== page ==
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Last Updated: Tuesday, 4 July 2006, 19:12 GMT 20:12 UK
Israel vows to keep up Gaza raids
Israeli mobile artillery unit outside Gaza
Israeli forces have pounded Gaza by air and land
Israeli Prime Minister Ehud Olmert has ordered the military to continue its offensive in Gaza and urged patience in the quest to free a captured soldier.

Speaking after the expiry of a militants' deadline to free Palestinian prisoners, Mr Olmert said kidnappings would not "bring Israel to its knees".

One of the groups holding the soldier said earlier they would not kill him.

On Tuesday a homemade rocket fired from Gaza landed near a school in the heart of the Israeli city of Ashkelon.

No-one was injured in the attack, the deepest a rocket from Gaza has reached inside Israel.

Mr Olmert said the rocket attack marked an "escalation of unprecedented gravity" which would have "far-reaching consequences" for Hamas.

'Long war'

The attack came as Israel pursued a week-old campaign to free Cpl Gilad Shalit, believed to be held in southern Gaza.

Hamas is an elected government which has committed an act of war by kidnapping an Israeli soldier
Jeremy Slawson, Plymouth, UK

Despite the expiry of the militants' deadline, Israel said it believed the 19-year-old tank gunner was alive.

"We know that until now Gilad Shalit is alive, we know that he is injured, that he was seen by a Palestinian doctor a few days ago," government spokesman Avi Pazner told French television.

But Abu al-Muthana, from the Islamic Army - one of three groups holding Cpl Shalit - said there would be no more talks nor information released about the soldier's fate.

Mr Olmert said the fight against Palestinian militants would be drawn out.

Israelis speak out over the capture of Cpl Gilad Shalit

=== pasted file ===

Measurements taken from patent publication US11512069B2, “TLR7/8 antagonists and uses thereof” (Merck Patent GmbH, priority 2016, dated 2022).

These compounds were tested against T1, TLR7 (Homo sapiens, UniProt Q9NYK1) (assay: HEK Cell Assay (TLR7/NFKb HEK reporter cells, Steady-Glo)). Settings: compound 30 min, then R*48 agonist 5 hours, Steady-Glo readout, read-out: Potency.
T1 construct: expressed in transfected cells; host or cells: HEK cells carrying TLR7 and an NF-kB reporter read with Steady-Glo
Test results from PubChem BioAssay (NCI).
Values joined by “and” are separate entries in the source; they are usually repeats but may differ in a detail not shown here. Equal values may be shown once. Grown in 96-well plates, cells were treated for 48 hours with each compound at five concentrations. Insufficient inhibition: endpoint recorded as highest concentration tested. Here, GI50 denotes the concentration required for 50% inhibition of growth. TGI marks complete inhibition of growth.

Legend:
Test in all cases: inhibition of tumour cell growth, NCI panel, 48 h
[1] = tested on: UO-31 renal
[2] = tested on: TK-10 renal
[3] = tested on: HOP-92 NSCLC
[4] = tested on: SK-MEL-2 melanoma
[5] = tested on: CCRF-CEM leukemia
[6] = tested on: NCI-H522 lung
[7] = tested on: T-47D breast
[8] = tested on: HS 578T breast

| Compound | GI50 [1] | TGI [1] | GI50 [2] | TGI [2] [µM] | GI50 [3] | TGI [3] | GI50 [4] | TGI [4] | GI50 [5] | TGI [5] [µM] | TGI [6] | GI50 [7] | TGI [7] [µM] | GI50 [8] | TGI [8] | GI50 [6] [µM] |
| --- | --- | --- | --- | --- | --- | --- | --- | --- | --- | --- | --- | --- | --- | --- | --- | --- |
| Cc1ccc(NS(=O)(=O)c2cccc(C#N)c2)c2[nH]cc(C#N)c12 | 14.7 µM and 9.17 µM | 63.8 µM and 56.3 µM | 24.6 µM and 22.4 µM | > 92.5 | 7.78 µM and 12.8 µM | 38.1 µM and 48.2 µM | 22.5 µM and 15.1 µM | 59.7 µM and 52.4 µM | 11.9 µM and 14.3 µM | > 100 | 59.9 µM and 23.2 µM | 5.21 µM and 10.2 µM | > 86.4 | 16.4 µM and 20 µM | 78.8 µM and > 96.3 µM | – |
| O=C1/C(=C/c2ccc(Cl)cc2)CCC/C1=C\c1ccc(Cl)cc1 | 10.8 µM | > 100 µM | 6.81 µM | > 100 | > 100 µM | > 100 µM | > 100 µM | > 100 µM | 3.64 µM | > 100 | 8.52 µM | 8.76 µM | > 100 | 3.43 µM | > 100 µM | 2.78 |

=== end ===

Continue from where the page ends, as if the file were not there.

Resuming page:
"This is a long war. It requires lots of patience, sometimes endless restraint. We have to know when to clench our teeth and to deal a decisive blow.

"I gave the order to continue operations to strike terrorists, those who protect them and those who give them orders," he said.

The Hamas Prime Minister Ismail Haniya, whose Gaza offices were hit in a symbolic Israeli missile strike two days ago, appealed on Tuesday for Cpl Shalit's life to be spared.

"The government... is still calling for preserving the life of the captured Israeli soldier and for him to receive good treatment," Mr Haniya said.

The BBC's Middle East editor Jeremy Bowen says nobody on either side knows how long this crisis will last.

Their public statements are a form of psychological warfare, to show resolution and to put pressure on their opponents, he says.

'Collective punishment'

Hamas' Izzedine al-Qassam Brigades and the Popular Resistance Committees - as well as the Islamic Army - say they are holding Cpl Shalit.

Cpl Gilad Shalit, captured Israeli soldier (file photo)
Sun 25 June: Cpl Shalit captured in cross-border attack
Mon 26 June: Captors propose prisoner exchange
Weds 28 June: Israel enters southern Gaza after air strikes
Thurs 29 June: Israel detains dozens of Hamas officials
Sat 1 July: Captors demand 1,000 prisoners be released
Mon 3 July: Captors issue deadline of 0300 4 July
Tues 4 July: Israel says Shalit still alive

After a deadline to free about 1,500 Palestinian prisoners expired, an Islamic Army spokesman told the BBC "all options" were open to the militants, except killing Cpl Shalit.

He said that was because the captors were Muslims who did not treat their captives as others, such as the US, did.

But he said: "The file is closed - there will be no more negotiations, no more information will be released, there will be no mediation."

International organisations have demanded that militants free Cpl Shalit and they have urged the Israeli military to show restraint.

The Swiss government accused Israel of breaking humanitarian law by inflicting "collective punishment" on the Palestinians.

Israeli soldier's father pleads to kidnappers

Israel and the Palestinians



Palestinian women sit on a roof top of the home of a Palestinian family in Beit Lahia in the northern Gaza Strip on 20 November 2006. Human shields
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